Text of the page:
AREDS

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AREDS

Age-Related Eye Disease Study. A trial sponsored by the US National Eye Institute of the National Institutes of Health, which compared the effects of zinc and/or antioxidants to a placebo.
Conclusion Patients taking antioxidants and zinc had a significant reduction in the risk of advanced age-related macular degeneration.
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Risk factors for the incidence of advanced age-related macular degeneration in the Age-Related Eye Disease Study (AREDS) AREDS report no.
One involves taking the high daily doses of vitamin C (500 mg), vitamin E (400 IU), beta-carotene (25,000 IU), and zinc (80 mg) that were used in the first Age-Related Eye Disease Study (AREDS), a clinical trial that the National Eye Institute completed in 2001.
Patients with cognitive impairment were more likely to have reduced visual acuity and/or age-related macular degeneration (AMD), compared with those who were not cognitively impaired, reported investigators in the Age-Related Eye Disease Study, a multicenter study of AMD and age-related cataract (Arch.
Data from the Age-Related Eye Disease Study (AREDS) show the following daily regimen may help slow the progression of macular degeneration and preserve vision.
The Age-Related Eye Disease Study (AREDS) was sponsored by the National Institutes of Health and involved 4,757 participants, 55 to 80 years of age, in 11 research centers around the country.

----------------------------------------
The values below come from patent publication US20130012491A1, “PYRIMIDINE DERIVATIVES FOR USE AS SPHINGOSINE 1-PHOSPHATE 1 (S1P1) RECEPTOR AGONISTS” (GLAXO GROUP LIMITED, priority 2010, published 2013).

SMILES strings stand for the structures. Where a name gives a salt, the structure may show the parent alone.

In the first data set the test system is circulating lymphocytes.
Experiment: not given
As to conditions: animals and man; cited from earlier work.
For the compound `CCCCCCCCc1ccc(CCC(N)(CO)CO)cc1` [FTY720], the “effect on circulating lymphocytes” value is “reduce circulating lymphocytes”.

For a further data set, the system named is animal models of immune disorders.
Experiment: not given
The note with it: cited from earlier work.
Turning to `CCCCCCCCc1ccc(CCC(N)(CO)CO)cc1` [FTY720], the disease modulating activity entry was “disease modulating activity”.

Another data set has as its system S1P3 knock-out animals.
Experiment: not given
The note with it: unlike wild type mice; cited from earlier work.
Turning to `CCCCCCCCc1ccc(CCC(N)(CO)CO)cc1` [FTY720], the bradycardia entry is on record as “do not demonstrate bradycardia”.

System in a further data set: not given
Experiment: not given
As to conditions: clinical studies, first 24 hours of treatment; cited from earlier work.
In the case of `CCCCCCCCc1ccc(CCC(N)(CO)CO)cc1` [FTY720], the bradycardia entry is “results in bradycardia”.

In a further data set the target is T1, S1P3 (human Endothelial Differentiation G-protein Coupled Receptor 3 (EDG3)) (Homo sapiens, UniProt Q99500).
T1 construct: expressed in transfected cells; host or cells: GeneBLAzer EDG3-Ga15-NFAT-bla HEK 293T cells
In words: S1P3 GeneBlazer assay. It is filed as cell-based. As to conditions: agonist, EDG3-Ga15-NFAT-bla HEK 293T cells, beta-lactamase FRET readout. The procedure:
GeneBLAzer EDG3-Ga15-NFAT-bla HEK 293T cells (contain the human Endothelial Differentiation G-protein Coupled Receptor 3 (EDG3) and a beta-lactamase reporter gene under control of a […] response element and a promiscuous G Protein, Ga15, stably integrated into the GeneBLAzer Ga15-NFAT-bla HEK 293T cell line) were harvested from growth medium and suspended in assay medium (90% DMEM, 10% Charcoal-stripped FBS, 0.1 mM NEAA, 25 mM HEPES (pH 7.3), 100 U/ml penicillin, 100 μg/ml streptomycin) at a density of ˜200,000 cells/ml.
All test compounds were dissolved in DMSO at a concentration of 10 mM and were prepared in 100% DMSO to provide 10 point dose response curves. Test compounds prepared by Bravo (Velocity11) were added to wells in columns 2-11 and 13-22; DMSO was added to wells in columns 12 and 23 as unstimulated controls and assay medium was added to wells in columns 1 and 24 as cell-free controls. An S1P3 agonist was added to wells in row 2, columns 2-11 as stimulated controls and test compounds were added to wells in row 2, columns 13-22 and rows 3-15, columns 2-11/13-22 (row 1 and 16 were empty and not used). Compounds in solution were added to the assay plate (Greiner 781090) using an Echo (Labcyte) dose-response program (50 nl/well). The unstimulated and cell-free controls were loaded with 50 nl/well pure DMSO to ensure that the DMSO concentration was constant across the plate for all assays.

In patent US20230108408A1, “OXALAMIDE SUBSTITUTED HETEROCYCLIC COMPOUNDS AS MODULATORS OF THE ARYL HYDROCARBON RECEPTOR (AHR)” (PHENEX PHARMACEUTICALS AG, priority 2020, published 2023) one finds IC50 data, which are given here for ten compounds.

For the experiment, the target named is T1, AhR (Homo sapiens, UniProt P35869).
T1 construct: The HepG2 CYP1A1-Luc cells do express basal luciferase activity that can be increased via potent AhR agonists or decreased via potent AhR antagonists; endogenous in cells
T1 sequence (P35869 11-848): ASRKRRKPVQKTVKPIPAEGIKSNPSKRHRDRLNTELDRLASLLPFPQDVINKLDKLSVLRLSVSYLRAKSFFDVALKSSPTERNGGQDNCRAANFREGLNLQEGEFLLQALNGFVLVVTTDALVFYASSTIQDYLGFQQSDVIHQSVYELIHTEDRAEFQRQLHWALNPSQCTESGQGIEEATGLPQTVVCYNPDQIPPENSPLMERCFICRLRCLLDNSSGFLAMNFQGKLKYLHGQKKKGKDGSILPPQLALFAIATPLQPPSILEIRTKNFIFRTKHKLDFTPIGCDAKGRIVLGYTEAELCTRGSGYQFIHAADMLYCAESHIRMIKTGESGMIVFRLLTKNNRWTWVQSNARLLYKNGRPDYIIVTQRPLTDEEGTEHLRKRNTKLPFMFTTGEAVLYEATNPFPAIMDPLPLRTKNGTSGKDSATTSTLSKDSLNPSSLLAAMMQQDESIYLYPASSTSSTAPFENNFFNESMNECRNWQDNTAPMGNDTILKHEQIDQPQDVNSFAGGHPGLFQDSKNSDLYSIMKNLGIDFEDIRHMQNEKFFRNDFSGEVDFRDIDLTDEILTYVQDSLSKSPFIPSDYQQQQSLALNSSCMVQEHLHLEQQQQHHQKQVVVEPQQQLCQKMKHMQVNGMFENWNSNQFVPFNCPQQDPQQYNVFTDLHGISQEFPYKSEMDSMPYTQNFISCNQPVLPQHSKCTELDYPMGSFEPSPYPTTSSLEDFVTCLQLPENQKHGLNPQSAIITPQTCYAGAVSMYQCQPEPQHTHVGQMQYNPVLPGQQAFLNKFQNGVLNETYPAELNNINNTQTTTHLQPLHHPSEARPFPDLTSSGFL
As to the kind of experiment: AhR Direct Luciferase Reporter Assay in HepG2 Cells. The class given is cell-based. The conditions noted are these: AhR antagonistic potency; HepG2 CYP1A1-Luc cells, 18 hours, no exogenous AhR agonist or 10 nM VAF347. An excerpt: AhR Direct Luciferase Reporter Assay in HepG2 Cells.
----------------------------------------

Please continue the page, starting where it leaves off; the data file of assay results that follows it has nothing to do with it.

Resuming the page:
Age-Related Eye Disease Study (AREDS) Examines Macular Degeneration Risk Related to Cataract Surgery
In addition, it provides information on macular pigment measuring devices, a summary of the second Age-Related Eye Disease Study (AREDS2) and details on current trials.
Research: Oral supplementation with the Age-Related Eye Disease Study (AREDS) formulation (antioxidant vitamins C and E, beta-carotene and zinc) has been shown to reduce the risk of progression to advanced age-related macular degeneration (AMD).
Editor's note: The finding adds evidence to that of other research, including the Age-Related Eye Disease Study (AREDS), concerning the benefit of nutritional components against macular degeneration.
Researchers studied more than 4,500 people aged 60 to 80 who had enrolled in the Age-Related Eye Disease Study.
For the nonexudative (dry) form, a specially formulated combination of the antioxidants vitamin C, vitamin E, and beta-carotene, copper, and zinc is the one widely accepted preventative agent, based on the results of a large randomized prospective multicenter study called the Age-Related Eye Disease Study (AREDS).
The Age-Related Eye Disease Study (AREDS) involved 4,753 patients aged 55-80.